By Mayo Clinic Staff
Peyronie's (pay-roe-NEEZ) disease is the development of fibrous scar tissue inside the penis that causes curved, painful erections.
Men's penises vary in shape and size. Having a curved erection is common and isn't necessarily a cause for concern. However, in some men, Peyronie's disease causes a significant bend or pain.
This can prevent a man from having sex or might make it difficult to get or maintain an erection (erectile dysfunction). For many men, Peyronie's disease also causes stress and anxiety.
In a small percentage of men, Peyronie's disease goes away on its own. But in most cases, it will remain stable or worsen. Treatment might be needed if the curvature is severe enough that it prevents successful sexual intercourse.
Peyronie's disease signs and symptoms might appear suddenly or develop gradually. The most common signs and symptoms include:
- Scar tissue. The scar tissue (plaques) associated with Peyronie's disease can be felt under the skin of the penis as flat lumps or a band of hard tissue.
- A significant bend to the penis. Your penis might be curved upward, downward or bent to one side. In some cases, the erect penis might have narrowing, indentations or an hourglass appearance, with a tight, narrow band around the shaft.
- Erection problems. Peyronie's disease might cause problems getting or maintaining an erection (erectile dysfunction).
- Shortening of the penis. Your penis might become shorter as a result of Peyronie's disease.
- Pain. You might have penile pain, with or without an erection.
The curvature associated with Peyronie's disease might gradually worsen. At some point, however, it stabilizes in the majority of men.
In most men, pain during erections improves within one to two years, but the scar tissue and curvature often remain. For a few men, both the curvature and pain associated with Peyronie's disease improve without treatment.
When to see a doctor
See your doctor if pain or curvature of your penis prevents you from having sex or causes you anxiety.
The cause of Peyronie's disease isn't completely understood, but a number of factors appear to be involved.
It's thought Peyronie's disease generally results from repeated injury to the penis. For example, the penis might be damaged during sex, athletic activity or as the result of an accident. However, most often, men do not recall specific trauma to the penis.
During the healing process, scar tissue forms in a disorganized manner, which might then lead to a nodule that you can feel or development of curvature.
Each side of the penis contains a sponge-like tube (corpus cavernosum) that contains many tiny blood vessels. Each of the corpus cavernosa are encased in a sheath of elastic tissue called the tunica albuginea (TOO-nih-kuh al-BYOO-JIN-e-uh), which stretches during an erection.
When you become sexually aroused, blood flow to these chambers increases. As the chambers fill with blood, the penis expands, straightens and stiffens into an erection.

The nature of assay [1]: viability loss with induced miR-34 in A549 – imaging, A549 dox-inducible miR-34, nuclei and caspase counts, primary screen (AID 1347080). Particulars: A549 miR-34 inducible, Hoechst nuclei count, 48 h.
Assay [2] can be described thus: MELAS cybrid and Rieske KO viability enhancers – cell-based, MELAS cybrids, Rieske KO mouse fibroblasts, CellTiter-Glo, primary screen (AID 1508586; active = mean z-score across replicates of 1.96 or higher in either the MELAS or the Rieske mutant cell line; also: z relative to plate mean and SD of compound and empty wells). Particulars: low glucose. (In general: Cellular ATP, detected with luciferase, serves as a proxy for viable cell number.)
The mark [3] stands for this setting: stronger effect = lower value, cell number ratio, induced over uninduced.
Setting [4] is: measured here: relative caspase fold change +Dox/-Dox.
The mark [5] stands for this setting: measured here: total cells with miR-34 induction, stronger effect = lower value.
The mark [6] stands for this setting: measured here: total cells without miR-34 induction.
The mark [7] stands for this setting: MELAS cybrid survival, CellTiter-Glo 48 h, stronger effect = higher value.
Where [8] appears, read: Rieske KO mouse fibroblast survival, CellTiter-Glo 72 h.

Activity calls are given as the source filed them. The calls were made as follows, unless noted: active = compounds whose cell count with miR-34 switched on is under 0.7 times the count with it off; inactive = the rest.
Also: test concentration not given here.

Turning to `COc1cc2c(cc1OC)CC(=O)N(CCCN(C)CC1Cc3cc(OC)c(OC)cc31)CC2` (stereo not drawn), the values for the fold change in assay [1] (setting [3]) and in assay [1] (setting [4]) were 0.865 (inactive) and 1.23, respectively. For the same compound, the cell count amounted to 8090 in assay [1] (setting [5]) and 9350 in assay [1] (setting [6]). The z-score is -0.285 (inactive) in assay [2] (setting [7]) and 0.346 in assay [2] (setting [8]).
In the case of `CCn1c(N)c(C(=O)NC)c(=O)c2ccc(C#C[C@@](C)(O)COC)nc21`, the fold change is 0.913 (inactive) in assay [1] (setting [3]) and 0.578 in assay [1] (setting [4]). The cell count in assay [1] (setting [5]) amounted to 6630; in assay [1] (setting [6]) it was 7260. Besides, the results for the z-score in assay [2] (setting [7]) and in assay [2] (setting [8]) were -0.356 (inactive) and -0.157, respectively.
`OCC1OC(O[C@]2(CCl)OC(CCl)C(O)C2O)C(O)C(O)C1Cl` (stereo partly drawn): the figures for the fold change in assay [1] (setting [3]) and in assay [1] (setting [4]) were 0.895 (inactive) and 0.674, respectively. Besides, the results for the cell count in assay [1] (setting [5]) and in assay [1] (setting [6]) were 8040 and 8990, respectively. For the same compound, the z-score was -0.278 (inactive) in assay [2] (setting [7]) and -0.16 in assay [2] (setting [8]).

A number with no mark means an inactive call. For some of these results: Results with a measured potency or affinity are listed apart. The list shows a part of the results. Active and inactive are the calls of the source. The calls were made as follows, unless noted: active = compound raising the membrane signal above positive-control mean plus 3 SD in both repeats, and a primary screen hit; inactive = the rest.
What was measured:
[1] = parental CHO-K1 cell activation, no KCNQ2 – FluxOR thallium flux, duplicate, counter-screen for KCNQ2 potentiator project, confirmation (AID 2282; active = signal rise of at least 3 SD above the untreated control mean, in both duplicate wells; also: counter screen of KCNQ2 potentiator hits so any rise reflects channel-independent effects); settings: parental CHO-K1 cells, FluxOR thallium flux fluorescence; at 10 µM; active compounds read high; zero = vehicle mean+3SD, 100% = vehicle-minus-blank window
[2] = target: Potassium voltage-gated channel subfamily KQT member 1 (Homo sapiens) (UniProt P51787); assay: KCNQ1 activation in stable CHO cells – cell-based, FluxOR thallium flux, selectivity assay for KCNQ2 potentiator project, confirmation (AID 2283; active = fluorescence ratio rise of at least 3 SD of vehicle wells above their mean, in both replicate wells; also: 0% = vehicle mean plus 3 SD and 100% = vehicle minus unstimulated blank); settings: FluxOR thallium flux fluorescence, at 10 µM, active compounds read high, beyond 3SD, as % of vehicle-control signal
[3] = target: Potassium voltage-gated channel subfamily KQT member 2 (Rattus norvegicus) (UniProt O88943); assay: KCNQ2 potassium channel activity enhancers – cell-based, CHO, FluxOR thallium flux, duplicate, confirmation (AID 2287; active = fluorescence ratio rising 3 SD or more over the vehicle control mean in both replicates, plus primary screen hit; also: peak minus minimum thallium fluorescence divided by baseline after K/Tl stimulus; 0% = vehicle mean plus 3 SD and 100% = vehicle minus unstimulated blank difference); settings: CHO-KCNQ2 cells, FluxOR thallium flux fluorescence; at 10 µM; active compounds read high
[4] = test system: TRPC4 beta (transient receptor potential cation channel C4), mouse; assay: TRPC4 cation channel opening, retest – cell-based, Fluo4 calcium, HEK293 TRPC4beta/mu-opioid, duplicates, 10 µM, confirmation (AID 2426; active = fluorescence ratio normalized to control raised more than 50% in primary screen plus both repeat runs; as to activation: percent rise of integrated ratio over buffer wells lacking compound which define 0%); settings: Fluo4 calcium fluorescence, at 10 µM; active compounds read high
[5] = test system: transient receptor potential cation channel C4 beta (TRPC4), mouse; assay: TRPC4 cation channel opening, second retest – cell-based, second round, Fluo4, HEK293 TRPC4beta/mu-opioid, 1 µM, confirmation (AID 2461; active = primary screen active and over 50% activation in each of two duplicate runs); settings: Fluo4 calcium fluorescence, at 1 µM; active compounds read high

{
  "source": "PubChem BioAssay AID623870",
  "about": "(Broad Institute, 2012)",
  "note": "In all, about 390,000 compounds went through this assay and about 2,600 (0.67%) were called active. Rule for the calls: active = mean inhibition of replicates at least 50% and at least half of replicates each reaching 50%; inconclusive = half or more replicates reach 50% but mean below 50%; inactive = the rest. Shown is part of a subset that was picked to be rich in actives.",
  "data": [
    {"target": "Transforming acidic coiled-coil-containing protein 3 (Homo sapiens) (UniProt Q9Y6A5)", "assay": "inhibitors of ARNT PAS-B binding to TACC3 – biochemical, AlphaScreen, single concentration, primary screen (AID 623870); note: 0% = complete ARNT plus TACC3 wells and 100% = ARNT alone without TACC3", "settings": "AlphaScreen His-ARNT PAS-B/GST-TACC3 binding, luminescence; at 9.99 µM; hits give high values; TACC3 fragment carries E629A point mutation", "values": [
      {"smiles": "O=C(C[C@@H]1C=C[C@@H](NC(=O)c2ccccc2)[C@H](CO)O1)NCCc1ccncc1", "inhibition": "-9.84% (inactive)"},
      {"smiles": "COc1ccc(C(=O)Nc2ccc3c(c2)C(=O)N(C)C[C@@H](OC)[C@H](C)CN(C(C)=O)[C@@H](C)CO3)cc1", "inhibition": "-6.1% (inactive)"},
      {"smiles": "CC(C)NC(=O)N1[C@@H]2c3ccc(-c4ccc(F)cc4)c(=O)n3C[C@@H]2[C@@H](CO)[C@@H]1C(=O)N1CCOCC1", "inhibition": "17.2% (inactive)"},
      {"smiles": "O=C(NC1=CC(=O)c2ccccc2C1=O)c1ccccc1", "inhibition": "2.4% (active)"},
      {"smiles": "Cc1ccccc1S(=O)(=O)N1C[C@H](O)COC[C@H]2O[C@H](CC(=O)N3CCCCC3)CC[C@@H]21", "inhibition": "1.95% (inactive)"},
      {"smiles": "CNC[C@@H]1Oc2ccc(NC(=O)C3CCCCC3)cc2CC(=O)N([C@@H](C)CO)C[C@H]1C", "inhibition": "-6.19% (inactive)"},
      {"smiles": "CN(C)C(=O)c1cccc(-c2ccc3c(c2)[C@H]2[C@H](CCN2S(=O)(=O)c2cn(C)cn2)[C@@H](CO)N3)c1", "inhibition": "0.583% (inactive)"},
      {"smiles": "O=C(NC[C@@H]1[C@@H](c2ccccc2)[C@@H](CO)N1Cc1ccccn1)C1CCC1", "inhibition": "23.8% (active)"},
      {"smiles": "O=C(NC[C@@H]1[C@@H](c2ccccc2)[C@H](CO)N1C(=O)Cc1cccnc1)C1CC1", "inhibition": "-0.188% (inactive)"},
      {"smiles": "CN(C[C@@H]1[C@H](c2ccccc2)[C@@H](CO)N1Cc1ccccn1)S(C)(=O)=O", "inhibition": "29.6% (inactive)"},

In Peyronie's disease, when the penis becomes erect, the region with the scar tissue doesn't stretch, and the penis bends or becomes disfigured and possibly painful.
In some men, Peyronie's disease comes on gradually and doesn't seem to be related to an injury. Researchers are investigating whether Peyronie's disease might be linked to an inherited trait or certain health conditions.
Minor injury to the penis doesn't always lead to Peyronie's disease. However, various factors can contribute to poor wound healing and scar tissue buildup that might play a role in Peyronie's disease. These include:
- Heredity. If your father or brother has Peyronie's disease, you have an increased risk of the condition.
- Connective tissue disorders. Men who have a connective tissue disorder appear to have an increased risk of developing Peyronie's disease. For example, a number of men who have Peyronie's disease also have a condition known as Dupuytren's contracture — a cord-like thickening across the palm that causes the fingers to pull inward.
- Age. The prevalence of Peyronie's disease increases with age. Age-related changes in tissues might cause them to be more easily injured and less likely to heal well.
Other factors — including certain health conditions, smoking and some types of prostate surgery — might be linked to Peyronie's disease.
Complications of Peyronie's disease might include:
- Inability to have sexual intercourse
- Difficulty achieving or maintaining an erection (erectile dysfunction)
- Anxiety or stress about sexual abilities or the appearance of your penis
- Stresses on the relationship with your sexual partner
- Difficulty fathering a child, because intercourse is difficult or impossible
If you have Peyronie's disease symptoms, you're likely to begin by seeing your family doctor or general practitioner. You might be referred to a specialist in male sexual disorders (urologist).
Preparing for your appointment will help you make the best use of your time.
What you can do
Make a list ahead of time that you can share with your doctor. Your list should include:
- Symptoms you're experiencing, including any that might seem unrelated to Peyronie's disease
- Key personal information, including any major stresses or recent life changes
- Medications that you're taking, including any vitamins or supplements
- History of injury to the penis
- Family history of Peyronie's disease, if any
- Questions to ask your doctor
List questions for your doctor from most important to least important in case time runs out. You might want to ask some of the following questions:
- What tests will I need to have?
- What treatment do you recommend?
- Can you tell if symptoms are likely to worsen or improve?
- Are there any brochures or other printed material that I can take home with me? What websites do you recommend?
In addition to the questions you've prepared to ask your doctor, don't hesitate to ask questions during your appointment.
What to expect from your doctor
Your doctor is likely to ask you a number of questions. Being ready to answer them might reserve time to go over any points you want to discuss further. Your doctor might ask: